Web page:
I wrote "Ich mochte nicht Geschicte bei acht morgens verlassen."

    I didn't like failing History class at 8 in the morning. (Figured I'd make him laugh . . . part of the reason I struggle so much in German is because it's my first class of the day, and I struggle with insomnia so badly that I have a very hard time getting up in the morning and making it to class on time)

    He corrected it with a better way of saying it, but I can't remember if he said it was completely wrong or not. He did say that I did well overall on the oral portion of my test.
     
  10. Corry

    Corry Flirtacious and Bodacious Supporting Member

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    Ideally, after I get an ok grasp on German, I would like to learn Spanish. I took a year of it in Highschool my freshman year, but I was an extremely poor student at the time, and failed one semester of it . . . I think I got a C the other semester. AND . . . Freshman year was . . . oh . . . 12 years ago? So it's not exactly fresh in my memory.
     
  11. MikeBcos

    MikeBcos TPF Noob!

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    I lived with a Belgian girl for a while, I picked up some Dutch, I actually found it relatively easy. At the same time we had a bunch of South African friends, it was interesting listening to Dutch, Africaans and English all being spoken in the same conversation.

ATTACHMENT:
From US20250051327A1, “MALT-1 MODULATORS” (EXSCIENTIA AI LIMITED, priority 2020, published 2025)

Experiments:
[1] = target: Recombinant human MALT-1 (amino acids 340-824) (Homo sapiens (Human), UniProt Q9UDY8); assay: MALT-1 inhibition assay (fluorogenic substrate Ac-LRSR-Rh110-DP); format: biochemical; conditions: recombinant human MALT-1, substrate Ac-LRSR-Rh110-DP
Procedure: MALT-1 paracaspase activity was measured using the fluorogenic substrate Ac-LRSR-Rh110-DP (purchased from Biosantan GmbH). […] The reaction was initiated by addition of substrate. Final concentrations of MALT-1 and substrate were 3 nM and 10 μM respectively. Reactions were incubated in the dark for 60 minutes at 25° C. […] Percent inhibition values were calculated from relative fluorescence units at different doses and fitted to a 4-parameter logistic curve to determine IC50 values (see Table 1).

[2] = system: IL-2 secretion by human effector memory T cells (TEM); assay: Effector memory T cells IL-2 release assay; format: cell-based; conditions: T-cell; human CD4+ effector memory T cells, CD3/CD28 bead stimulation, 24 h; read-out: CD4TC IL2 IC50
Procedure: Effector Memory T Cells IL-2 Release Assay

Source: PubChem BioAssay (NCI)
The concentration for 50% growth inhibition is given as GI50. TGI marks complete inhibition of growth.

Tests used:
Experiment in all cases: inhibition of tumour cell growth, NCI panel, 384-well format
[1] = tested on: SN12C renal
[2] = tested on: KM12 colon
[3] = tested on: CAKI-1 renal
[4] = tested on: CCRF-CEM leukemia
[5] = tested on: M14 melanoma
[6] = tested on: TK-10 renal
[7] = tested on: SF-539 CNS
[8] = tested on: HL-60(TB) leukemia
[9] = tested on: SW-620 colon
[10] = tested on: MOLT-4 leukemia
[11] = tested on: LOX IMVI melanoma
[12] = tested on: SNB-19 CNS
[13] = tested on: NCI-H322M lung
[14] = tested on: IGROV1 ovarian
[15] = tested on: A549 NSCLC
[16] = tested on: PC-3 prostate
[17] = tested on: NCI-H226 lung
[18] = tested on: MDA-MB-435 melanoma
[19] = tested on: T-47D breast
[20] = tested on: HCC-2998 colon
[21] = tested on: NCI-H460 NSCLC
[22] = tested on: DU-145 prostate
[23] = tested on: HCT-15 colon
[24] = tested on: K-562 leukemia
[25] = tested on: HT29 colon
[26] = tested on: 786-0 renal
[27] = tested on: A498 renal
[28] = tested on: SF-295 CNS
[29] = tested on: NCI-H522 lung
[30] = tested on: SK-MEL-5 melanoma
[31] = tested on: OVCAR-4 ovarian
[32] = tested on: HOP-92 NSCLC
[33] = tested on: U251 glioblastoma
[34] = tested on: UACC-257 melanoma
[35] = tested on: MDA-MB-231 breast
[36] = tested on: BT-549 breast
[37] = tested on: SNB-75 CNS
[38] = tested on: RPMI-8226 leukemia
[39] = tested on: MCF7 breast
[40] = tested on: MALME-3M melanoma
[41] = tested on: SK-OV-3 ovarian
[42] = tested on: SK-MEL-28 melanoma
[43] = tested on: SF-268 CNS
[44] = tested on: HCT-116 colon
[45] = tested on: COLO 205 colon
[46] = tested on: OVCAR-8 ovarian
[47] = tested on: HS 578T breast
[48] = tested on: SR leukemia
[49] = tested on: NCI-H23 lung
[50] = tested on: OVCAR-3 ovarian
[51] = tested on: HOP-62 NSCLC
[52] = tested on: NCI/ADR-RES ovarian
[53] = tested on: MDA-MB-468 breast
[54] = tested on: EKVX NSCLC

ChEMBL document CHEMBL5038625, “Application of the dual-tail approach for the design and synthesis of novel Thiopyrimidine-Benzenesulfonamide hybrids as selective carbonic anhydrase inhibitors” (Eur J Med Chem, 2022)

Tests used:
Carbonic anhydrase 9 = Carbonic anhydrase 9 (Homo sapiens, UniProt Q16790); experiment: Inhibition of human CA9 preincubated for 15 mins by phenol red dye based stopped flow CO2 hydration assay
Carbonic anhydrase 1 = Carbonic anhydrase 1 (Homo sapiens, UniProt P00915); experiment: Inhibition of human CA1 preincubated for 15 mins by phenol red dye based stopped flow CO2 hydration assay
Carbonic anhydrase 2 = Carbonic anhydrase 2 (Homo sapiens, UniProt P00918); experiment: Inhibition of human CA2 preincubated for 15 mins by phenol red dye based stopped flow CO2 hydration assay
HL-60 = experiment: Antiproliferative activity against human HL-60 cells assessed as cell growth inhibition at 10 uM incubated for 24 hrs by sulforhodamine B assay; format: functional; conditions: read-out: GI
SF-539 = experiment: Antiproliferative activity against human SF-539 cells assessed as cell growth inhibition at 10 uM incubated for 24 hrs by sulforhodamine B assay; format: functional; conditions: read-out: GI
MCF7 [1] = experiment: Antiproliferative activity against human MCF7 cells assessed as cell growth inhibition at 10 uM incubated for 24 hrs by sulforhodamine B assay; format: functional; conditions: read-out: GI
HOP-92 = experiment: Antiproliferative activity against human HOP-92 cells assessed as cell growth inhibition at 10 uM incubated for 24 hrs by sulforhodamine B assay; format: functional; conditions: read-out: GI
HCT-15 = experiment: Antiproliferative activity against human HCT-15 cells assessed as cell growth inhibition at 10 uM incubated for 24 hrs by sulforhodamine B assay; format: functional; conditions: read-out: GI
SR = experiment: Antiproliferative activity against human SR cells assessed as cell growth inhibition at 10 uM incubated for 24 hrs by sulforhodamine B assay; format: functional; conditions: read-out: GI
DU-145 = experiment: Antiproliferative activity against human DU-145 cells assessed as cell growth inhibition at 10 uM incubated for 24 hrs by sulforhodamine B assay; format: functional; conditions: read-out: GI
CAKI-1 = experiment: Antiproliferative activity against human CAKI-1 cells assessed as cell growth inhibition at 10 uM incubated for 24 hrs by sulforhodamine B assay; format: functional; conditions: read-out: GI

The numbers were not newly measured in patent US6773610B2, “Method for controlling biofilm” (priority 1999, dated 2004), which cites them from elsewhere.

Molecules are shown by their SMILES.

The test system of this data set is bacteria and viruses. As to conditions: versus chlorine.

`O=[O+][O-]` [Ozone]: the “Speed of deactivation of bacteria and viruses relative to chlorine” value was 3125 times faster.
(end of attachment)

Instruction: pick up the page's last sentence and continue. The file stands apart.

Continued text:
12. LaFoto

    LaFoto Just Corinna in real life Staff Member Supporting Member

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    I'm sure that after having learnt German, you will find learning Spanish a piece of cake. It is ever so much easier to learn than German. Though don't consider Finnish. I hear that's a "beast" of a language for foreigners. 20 or so cases? Something like that. Every time you mean to say something different, the words change, or at least their endings do... dear-o-dear! Tough one, that!

    Though foreigners say German is a tough one to learn, too ... don't know. I've always known it ;).